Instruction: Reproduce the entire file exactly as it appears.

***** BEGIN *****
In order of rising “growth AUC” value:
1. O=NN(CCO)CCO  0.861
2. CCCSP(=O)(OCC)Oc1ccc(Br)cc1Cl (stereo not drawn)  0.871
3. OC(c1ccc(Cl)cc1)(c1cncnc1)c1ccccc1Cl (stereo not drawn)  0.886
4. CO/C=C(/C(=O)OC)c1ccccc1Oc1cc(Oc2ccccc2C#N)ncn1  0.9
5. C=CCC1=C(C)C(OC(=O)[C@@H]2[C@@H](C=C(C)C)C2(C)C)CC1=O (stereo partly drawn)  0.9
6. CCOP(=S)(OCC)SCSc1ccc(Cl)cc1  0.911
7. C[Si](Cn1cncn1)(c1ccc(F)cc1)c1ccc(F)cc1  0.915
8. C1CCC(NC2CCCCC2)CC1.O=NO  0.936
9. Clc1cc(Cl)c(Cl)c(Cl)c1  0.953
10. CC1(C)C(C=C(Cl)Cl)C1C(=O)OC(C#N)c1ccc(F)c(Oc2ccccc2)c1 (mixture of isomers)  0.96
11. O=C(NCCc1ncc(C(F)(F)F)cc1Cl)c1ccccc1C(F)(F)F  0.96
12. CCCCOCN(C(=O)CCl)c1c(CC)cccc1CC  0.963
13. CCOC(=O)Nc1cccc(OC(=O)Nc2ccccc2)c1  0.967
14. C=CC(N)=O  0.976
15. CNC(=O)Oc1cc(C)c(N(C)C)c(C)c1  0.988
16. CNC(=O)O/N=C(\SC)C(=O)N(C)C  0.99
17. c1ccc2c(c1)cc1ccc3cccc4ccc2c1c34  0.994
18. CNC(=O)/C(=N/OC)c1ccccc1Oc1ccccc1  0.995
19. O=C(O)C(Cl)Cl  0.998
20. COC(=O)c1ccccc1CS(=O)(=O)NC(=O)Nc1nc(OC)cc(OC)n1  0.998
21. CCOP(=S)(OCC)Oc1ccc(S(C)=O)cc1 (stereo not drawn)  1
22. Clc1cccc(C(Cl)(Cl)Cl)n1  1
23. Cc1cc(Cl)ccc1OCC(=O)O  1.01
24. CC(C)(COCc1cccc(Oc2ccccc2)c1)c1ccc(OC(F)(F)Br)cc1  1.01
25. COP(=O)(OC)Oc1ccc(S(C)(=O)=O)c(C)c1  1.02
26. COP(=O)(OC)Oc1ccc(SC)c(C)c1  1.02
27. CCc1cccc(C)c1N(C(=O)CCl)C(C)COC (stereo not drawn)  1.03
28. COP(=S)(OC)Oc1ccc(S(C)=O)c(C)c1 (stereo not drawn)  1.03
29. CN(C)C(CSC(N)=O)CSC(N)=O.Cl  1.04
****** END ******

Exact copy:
In order of rising “growth AUC” value:
1. O=NN(CCO)CCO  0.861
2. CCCSP(=O)(OCC)Oc1ccc(Br)cc1Cl (stereo not drawn)  0.871
3. OC(c1ccc(Cl)cc1)(c1cncnc1)c1ccccc1Cl (stereo not drawn)  0.886
4. CO/C=C(/C(=O)OC)c1ccccc1Oc1cc(Oc2ccccc2C#N)ncn1  0.9
5. C=CCC1=C(C)C(OC(=O)[C@@H]2[C@@H](C=C(C)C)C2(C)C)CC1=O (stereo partly drawn)  0.9
6. CCOP(=S)(OCC)SCSc1ccc(Cl)cc1  0.911
7. C[Si](Cn1cncn1)(c1ccc(F)cc1)c1ccc(F)cc1  0.915
8. C1CCC(NC2CCCCC2)CC1.O=NO  0.936
9. Clc1cc(Cl)c(Cl)c(Cl)c1  0.953
10. CC1(C)C(C=C(Cl)Cl)C1C(=O)OC(C#N)c1ccc(F)c(Oc2ccccc2)c1 (mixture of isomers)  0.96
11. O=C(NCCc1ncc(C(F)(F)F)cc1Cl)c1ccccc1C(F)(F)F  0.96
12. CCCCOCN(C(=O)CCl)c1c(CC)cccc1CC  0.963
13. CCOC(=O)Nc1cccc(OC(=O)Nc2ccccc2)c1  0.967
14. C=CC(N)=O  0.976
15. CNC(=O)Oc1cc(C)c(N(C)C)c(C)c1  0.988
16. CNC(=O)O/N=C(\SC)C(=O)N(C)C  0.99
17. c1ccc2c(c1)cc1ccc3cccc4ccc2c1c34  0.994
18. CNC(=O)/C(=N/OC)c1ccccc1Oc1ccccc1  0.995
19. O=C(O)C(Cl)Cl  0.998
20. COC(=O)c1ccccc1CS(=O)(=O)NC(=O)Nc1nc(OC)cc(OC)n1  0.998
21. CCOP(=S)(OCC)Oc1ccc(S(C)=O)cc1 (stereo not drawn)  1
22. Clc1cccc(C(Cl)(Cl)Cl)n1  1
23. Cc1cc(Cl)ccc1OCC(=O)O  1.01
24. CC(C)(COCc1cccc(Oc2ccccc2)c1)c1ccc(OC(F)(F)Br)cc1  1.01
25. COP(=O)(OC)Oc1ccc(S(C)(=O)=O)c(C)c1  1.02
26. COP(=O)(OC)Oc1ccc(SC)c(C)c1  1.02
27. CCc1cccc(C)c1N(C(=O)CCl)C(C)COC (stereo not drawn)  1.03
28. COP(=S)(OC)Oc1ccc(S(C)=O)c(C)c1 (stereo not drawn)  1.03
29. CN(C)C(CSC(N)=O)CSC(N)=O.Cl  1.04